"Writing and speaking about the matters where they don't shed light, I'm always on my toes to bring out the untold, unheard stories from the background of Economy and Defense."
When Prime Minister Narendra Modi ordered a nationwide lockdown in the country, suspending all inter-city trains and public bus services across the country, the decision triggered a mass exodus of migrant workers.
Lakhs of workers who run food stalls, drive public transport, work in other small businesses fled for their homes in rural India. Factories and establishments were shut and construction activities came to a halt. Many of the workers who wished to return to their homes, began their long journeys home on foot after the sudden shutdown brought the nation to a standstill.
People in long queues, with bags and luggage were seen walking along the edges of national highways of several states. The sudden reactive measures has a major impact on the most vulnerable in the country.
"Most of us work here at tea stalls or food joints. Since everything is shut, our employers have asked us to come back only after things get normal, as they don't have money to pay us. Since buses and other modes of transport are not available, we have decided to walk to reach home," one of the workers said.
In Uttar Pradesh, some migrant workers planned their 36-hour journey on foot with few breaks. "I don't want to do this but I have no option," Awadhesh one of the workers in UP told NDTV.
A young boy was seen crying because there was no way home and no way to escape police who thrashed him. The young boy asked: "How will we go, we can't go by flight, can we?"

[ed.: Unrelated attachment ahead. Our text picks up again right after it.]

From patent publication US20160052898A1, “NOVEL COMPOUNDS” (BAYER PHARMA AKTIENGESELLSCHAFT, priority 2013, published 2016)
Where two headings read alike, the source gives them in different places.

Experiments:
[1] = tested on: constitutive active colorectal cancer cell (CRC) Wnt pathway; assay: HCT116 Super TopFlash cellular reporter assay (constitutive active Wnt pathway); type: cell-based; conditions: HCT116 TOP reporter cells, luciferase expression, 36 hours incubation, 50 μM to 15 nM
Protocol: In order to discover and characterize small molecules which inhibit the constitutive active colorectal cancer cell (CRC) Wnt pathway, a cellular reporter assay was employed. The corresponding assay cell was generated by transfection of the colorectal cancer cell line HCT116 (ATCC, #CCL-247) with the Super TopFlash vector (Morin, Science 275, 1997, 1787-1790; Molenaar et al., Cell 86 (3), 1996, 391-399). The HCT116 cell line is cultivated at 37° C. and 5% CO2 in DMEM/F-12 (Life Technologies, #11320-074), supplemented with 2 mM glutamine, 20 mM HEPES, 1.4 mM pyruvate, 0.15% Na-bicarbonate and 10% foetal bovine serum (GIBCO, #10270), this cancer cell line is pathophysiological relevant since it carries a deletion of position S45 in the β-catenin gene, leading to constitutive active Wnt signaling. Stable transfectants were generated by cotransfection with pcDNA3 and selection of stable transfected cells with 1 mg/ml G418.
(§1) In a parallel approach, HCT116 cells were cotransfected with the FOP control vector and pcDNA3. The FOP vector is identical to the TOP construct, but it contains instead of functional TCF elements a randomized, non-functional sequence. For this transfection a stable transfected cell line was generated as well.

Amid all the panic, migrant workers thronged railway stations and jumped on any train that headed towards their home.
Videos of people in large groups leaving on over-crowded trains from parts of Maharashtra, Kerala and Tamil Nadu went viral. Those who could not leave for their homes or villagers were stuck with no work, no money and no roof over their heads.
Scene in #India CC 332. Migrant workers returning home after Jobs dry up in #Pune. 3/20/20. This will be a huge catastrophe of humongous proportions if even 1 is infected in a jam-packed train to #Patna. God bless us all! #coronavirus #covid19 #sarscov2 pic.twitter.com/cHyoV4OUg7— YB (@YBKnows) March 22, 2020
Not just the loss of work and wages, but also a fear of falling sick and dying among strangers, compelled migrant workers to flee for their homes.
The tragedy of #Lockdown21 - this 20 yr old labourer is walking from his factory in unnao to his village in barabanki , 80 kms ! He cannot stay put at his place of work , as @narendramodi has appealed , because his factory owners won't permit him and others to stay on ! Pls hear. pic.twitter.com/ewkGPg1uwi— Alok Pandey (@alok_pandey) March 25, 2020
When PM Modi addressed the nation for the second time and urged people to "stay where you are." Thousands of workers understood it as staying at bus stations, or at empty railway stations, or on streets and highways as they had nowhere else to go.
The prescription to contain the spread of virus and save the people of the country somewhere cut the country's poor adrift.
While the government has promised that no one will remain hungry, the unprecedented lockdown has left lakhs in the unorganized sector without any shelter, transport or ways to earn and survive.
COVID-19 has infected as many as 560 in India and left 11 dead. Worldwide, the pandemic has caused over 14,000 deaths. While we hope to reduce the numbers and eradicate the virus completely in the coming 21 days, the next three weeks could only get worse as the labourers and workers from the informal sector continue their walk back home.
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